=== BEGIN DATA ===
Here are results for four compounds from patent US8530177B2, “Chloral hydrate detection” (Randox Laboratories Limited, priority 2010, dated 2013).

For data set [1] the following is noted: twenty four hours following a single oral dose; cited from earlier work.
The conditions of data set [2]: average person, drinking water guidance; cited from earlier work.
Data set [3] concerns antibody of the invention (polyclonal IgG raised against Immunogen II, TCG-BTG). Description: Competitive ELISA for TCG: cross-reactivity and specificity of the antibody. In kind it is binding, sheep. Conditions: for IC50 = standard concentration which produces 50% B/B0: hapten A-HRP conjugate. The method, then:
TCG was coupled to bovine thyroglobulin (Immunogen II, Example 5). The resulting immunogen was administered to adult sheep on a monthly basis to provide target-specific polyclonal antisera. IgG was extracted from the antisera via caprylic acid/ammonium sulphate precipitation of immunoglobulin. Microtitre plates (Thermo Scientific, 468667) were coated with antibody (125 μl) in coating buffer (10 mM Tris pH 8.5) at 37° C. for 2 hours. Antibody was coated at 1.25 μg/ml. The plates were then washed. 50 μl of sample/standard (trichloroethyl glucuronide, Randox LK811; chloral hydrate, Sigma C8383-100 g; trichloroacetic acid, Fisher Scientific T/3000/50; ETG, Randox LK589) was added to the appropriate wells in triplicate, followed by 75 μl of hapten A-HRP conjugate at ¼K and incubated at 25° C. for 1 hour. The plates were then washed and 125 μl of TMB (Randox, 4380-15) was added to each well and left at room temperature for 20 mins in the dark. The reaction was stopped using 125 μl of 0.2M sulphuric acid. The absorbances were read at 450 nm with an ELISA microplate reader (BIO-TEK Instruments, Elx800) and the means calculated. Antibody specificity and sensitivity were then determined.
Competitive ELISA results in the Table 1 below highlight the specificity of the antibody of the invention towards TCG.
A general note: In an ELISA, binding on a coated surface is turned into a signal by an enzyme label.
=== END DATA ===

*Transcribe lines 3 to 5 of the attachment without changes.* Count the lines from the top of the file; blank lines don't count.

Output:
The conditions of data set [2]: average person, drinking water guidance; cited from earlier work.
Data set [3] concerns antibody of the invention (polyclonal IgG raised against Immunogen II, TCG-BTG). Description: Competitive ELISA for TCG: cross-reactivity and specificity of the antibody. In kind it is binding, sheep. Conditions: for IC50 = standard concentration which produces 50% B/B0: hapten A-HRP conjugate. The method, then:
TCG was coupled to bovine thyroglobulin (Immunogen II, Example 5). The resulting immunogen was administered to adult sheep on a monthly basis to provide target-specific polyclonal antisera. IgG was extracted from the antisera via caprylic acid/ammonium sulphate precipitation of immunoglobulin. Microtitre plates (Thermo Scientific, 468667) were coated with antibody (125 μl) in coating buffer (10 mM Tris pH 8.5) at 37° C. for 2 hours. Antibody was coated at 1.25 μg/ml. The plates were then washed. 50 μl of sample/standard (trichloroethyl glucuronide, Randox LK811; chloral hydrate, Sigma C8383-100 g; trichloroacetic acid, Fisher Scientific T/3000/50; ETG, Randox LK589) was added to the appropriate wells in triplicate, followed by 75 μl of hapten A-HRP conjugate at ¼K and incubated at 25° C. for 1 hour. The plates were then washed and 125 μl of TMB (Randox, 4380-15) was added to each well and left at room temperature for 20 mins in the dark. The reaction was stopped using 125 μl of 0.2M sulphuric acid. The absorbances were read at 450 nm with an ELISA microplate reader (BIO-TEK Instruments, Elx800) and the means calculated. Antibody specificity and sensitivity were then determined.